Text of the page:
Perhaps it is indicative of the narrative issues of Alien Resurrection that, say in comparison to the sparseness of Breathless, livewithfilm found writing this plot summary decidedly tricky. Stripped down, Jean-Pierre Jeunet’s film is a ghost story in space. Yet Alien Resurrection’s failure to deliver such scares is made even more apparent thanks to its climactic position in a series of classic sci-fi shockers. The subtlety of Alien (1979) is shoddily mimicked and only made livewithfilm yearn for Scott’s chilling original. Even the bravado fuelled bullet-fest that is Aliens (1986) commands more nuance than the laughably hyperbolic Resurrection. For even if it is chiefly unintentional, there is entertainment to be found in Jeunet’s film. There was little livewithfilm could do but chuckle as previously unbeatable alien fiends were swiftly felled with smartly placed quips. Keeping tongue in cheek, the always enthralling Ron Perlman manages to emerge relatively unharmed from this murk of unsubtly. But it is the stolidly serious Winona Ryder who suffers most, her attempts to bring solemnity to this whirlwind of whimsy sitting very ill. In space, everyone can hear you laugh.

Breathless (1960)

13 Dec

Livewithfilm is in a bind. Whilst the idea of watching and writing about a variety of films first seemed akin to an exposé of cinema, an intriguing journey into celluloid, the interests of livewithfilm has left the blog in an odd position. Each film chosen by livewithfilm has been, quelle surprise, one that livewithfilm has desired to see. The task of constantly watching and writing about films would be far more strenuous if all that this blogger chose was dross. Yet in conforming to such logical intentions, livewithfilm has managed to report on a series of enjoyable and pleasing movies. There have been misfires: Taffin was no masterpiece for sure; The Devil Rides Out and 3:10 To Yuma were flawed yet compelling watches. However, the films chosen have been nearly universally liked. Maybe livewithfilm is overdue a painful watch. This all occurred to the blogger after having chosen Godard’s Breathless, a film well loved and admired by many. Livewithfilm has been looking forward to watching this Nouvelle Vague classic for some time but perhaps it should be the final ‘classic’ that the blog chooses. To experience the highs, must livewithfilm endure the lows?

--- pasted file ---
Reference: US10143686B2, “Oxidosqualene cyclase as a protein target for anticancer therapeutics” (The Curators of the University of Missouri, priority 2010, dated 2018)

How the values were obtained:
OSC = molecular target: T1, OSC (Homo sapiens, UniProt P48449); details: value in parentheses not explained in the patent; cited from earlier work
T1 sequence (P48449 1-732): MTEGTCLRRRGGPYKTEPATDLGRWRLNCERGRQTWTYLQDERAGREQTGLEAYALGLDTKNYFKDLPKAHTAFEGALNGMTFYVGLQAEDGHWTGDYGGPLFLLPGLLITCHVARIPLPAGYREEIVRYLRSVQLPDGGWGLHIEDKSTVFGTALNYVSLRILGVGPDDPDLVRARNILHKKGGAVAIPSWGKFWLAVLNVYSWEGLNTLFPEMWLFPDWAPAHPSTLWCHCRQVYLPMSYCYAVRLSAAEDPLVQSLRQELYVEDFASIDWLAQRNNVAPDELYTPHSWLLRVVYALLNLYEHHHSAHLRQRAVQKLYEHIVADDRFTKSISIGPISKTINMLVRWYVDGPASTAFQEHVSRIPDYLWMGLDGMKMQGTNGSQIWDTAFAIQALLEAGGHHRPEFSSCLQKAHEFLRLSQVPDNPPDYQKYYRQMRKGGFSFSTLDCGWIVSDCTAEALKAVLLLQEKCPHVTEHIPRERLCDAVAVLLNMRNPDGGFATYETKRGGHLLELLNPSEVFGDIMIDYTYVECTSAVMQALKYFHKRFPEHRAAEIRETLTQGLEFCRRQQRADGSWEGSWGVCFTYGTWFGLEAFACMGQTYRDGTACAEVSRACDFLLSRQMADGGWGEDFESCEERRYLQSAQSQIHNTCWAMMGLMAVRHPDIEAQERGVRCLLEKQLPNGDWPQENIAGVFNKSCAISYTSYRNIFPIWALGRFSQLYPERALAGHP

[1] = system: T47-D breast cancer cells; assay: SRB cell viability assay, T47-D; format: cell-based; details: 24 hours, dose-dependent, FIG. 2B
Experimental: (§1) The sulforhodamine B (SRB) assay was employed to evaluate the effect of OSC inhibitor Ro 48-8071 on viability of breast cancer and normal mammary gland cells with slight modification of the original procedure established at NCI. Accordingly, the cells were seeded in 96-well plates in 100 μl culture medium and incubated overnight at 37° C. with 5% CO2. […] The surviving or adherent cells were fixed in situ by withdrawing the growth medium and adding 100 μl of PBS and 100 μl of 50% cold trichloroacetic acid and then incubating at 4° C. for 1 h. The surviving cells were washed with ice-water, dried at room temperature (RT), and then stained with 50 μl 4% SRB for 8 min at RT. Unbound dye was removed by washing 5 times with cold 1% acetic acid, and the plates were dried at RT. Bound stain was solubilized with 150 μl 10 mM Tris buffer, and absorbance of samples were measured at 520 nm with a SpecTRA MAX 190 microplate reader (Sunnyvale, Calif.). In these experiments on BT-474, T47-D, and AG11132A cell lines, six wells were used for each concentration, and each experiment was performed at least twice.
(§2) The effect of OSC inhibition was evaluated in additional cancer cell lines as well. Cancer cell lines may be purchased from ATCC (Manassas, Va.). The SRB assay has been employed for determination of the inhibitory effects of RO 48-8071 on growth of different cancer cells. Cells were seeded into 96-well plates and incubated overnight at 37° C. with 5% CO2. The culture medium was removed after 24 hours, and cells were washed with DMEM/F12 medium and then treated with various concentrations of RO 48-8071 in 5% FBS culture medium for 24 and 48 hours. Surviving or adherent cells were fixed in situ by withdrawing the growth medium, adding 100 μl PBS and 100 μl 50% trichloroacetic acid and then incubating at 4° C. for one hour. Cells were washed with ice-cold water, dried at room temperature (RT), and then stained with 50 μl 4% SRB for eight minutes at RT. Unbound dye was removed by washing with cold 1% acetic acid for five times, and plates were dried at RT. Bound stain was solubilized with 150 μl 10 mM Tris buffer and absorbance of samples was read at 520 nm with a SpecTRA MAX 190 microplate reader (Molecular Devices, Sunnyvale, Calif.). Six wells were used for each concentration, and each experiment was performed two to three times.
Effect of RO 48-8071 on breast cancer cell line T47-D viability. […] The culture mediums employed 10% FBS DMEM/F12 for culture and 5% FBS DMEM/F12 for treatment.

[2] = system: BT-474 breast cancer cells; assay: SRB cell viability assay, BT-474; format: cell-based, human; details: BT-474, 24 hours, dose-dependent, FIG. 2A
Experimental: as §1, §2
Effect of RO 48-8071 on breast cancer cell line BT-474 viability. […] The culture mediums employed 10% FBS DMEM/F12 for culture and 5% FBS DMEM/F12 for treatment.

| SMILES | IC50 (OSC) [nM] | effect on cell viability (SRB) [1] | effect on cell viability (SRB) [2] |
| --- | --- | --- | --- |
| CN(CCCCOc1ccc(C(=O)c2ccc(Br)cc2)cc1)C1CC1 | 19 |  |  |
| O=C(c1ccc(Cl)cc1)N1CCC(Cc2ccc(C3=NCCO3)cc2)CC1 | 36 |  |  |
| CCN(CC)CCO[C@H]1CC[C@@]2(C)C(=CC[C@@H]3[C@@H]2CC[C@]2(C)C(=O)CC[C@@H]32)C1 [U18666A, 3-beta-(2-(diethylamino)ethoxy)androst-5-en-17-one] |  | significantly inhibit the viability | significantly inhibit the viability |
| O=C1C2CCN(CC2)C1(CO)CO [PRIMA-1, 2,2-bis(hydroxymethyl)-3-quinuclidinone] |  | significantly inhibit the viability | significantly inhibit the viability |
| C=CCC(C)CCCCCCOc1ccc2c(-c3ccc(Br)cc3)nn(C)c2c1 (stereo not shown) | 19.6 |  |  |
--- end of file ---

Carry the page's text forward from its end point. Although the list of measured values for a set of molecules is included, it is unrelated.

Jean-Luc Godard’s Parisian thriller-come-love-story sees Michel Polccard (Jean-Paul Belmondo) on the run after stealing a car and shooting a policeman. Travelling to the capital, Michel meets past sweetheart Patricia Franchini (Jean Seberg). Unsure whether to travel toItaly, Michel and Patricia begin to reignite their adoration for one another.

It is frankly a miracle that livewithfilm managed to squeeze out this much of a plot from Godard’s elusive and intangible piece. For what is meaningful in Breathless is in fleeting conversation, passing remarks and intriguing images. Nothing is as literal as it first appears which can be infuriating. Even though Livewithfilm found Breathless less wilfully obtuse than Vivre sa Vie and with fewer unintentional moments of hilarity than Jules et Jim, Godard’s film often seems difficult to a near pretentious standard. Had livewithfilm failed in the filmmaker’s eyes when it did not issue a droll French guffaw with the character who stated that his life’s goal was ‘to become immortal and then die’? But reader do not fear, Breathless did not fly completely over your blogger’s head. The quick interchanges between Patricia and Michel are hypnotic, effortlessly breaking down all ideas of romantic love. Key to its success, Breathless exudes cool. The sight of Michel glancing his shaded eyes over a newspaper, cigarette coquettishly held and hat irreverently balanced, is as smooth and graceful as cinema comes. So another livewithfilm recommendation then…